The Old Testament entails to the story of what happens when God shows up to free His people.
The New Testament entails to the story of what happens when God shows up to free His people.
The entire Bible can then be told as a story of exodus.
The two questions that will continue to plague Abrahamic religions is who are God’s people, and, how will He set them free.
It seems that in the New Testament, everyone is God’s people, because in Adam, all became slaves. No one genuinely knows what happened when Jesus showed up on God’s behalf, as Moses did. In general, Christ atones, and that’s all Christians agree on, even though what atonement means is likewise debated.
What is clear is that whatever Jesus universally accomplished, it has made “grace” through “faith” the efficacious means to freedom.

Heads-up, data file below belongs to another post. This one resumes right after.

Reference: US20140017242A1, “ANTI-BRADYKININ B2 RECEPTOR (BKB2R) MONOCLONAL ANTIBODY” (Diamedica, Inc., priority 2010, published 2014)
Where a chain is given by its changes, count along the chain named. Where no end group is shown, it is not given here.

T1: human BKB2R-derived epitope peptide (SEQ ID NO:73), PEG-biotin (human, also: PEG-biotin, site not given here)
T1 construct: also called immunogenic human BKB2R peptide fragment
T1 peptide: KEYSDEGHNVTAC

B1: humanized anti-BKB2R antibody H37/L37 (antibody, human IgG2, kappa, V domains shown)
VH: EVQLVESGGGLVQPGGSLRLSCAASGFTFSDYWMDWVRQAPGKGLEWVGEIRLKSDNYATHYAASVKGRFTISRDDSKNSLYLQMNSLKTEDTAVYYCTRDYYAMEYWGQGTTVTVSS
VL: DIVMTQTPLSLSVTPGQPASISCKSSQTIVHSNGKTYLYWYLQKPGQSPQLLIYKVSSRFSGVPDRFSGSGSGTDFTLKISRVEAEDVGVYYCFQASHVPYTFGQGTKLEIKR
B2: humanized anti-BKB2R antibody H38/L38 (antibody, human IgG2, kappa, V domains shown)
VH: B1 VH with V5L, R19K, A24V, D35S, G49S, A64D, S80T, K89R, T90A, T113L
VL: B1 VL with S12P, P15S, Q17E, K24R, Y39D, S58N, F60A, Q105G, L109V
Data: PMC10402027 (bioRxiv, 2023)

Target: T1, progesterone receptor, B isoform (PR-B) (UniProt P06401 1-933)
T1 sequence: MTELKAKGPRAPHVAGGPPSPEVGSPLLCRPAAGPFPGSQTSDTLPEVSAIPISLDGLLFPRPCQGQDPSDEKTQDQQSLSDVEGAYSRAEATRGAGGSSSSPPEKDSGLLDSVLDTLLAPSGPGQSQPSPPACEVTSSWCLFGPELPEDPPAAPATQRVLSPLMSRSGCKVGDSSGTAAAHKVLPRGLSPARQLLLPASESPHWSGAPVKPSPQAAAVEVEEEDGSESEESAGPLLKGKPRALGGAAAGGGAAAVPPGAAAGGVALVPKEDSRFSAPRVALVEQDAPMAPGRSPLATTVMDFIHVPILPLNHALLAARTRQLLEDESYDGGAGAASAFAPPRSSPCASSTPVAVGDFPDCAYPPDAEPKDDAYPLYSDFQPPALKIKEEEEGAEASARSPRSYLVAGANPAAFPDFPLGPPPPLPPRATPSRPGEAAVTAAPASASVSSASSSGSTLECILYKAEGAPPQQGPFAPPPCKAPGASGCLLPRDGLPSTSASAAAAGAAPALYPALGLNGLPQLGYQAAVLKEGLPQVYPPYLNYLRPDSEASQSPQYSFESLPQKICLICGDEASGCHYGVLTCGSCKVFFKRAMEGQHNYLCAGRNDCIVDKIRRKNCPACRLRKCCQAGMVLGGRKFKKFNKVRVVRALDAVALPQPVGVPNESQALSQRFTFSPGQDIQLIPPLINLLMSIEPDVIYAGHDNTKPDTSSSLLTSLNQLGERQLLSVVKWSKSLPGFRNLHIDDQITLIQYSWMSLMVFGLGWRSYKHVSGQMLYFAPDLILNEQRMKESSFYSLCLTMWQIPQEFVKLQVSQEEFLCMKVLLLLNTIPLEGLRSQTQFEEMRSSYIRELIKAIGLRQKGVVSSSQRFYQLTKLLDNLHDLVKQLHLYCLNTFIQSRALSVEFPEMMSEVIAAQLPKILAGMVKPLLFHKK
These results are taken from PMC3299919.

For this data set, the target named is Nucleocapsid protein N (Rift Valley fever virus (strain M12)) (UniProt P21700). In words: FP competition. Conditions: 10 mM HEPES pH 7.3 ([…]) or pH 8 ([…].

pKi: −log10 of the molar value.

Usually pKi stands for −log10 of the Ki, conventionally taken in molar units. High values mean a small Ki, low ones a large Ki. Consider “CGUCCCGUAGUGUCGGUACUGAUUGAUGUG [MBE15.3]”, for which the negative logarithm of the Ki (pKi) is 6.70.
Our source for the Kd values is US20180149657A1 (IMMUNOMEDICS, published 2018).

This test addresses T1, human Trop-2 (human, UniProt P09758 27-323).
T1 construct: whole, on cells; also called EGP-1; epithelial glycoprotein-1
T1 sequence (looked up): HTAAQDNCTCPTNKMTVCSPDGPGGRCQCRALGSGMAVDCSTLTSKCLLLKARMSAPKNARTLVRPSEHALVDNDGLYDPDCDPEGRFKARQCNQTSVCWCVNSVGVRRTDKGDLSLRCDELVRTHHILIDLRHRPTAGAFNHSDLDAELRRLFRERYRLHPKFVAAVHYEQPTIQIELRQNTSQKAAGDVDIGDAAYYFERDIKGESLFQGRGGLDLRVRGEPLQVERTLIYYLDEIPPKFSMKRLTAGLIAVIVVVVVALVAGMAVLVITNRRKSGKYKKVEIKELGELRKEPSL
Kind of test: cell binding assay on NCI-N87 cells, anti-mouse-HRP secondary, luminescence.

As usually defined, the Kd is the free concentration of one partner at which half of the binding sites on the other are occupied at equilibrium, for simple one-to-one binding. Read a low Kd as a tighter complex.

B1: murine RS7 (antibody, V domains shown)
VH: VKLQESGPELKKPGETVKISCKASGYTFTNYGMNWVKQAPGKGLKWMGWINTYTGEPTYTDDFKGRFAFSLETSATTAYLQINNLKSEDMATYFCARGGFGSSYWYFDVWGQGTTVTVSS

Grace is God’s active presence in the world. Faith is a persuation, a draw to the good; God, himself being goodness itself. There’s no more to it than this except a commitment to participate in the goodness around you.
What is clear is that regardless of what God’s people think or how they act, God shows up and sets them free; uninterested in retribution and only engaged in restoration.
This is the judgment (dikaiosuné) of God in Exodus, and His justice (dikaiosuné) has no necessary tie to retribution at all, as the story of Exodus reveals.
If you feel the need to argue who is and who is not “God’s people”, I think you’ve missed the plot “in the beginning”. If you feel the need to put people in Hell “in the end”, you’ve likely missed the story of Christ, in the middle.
Just a thought.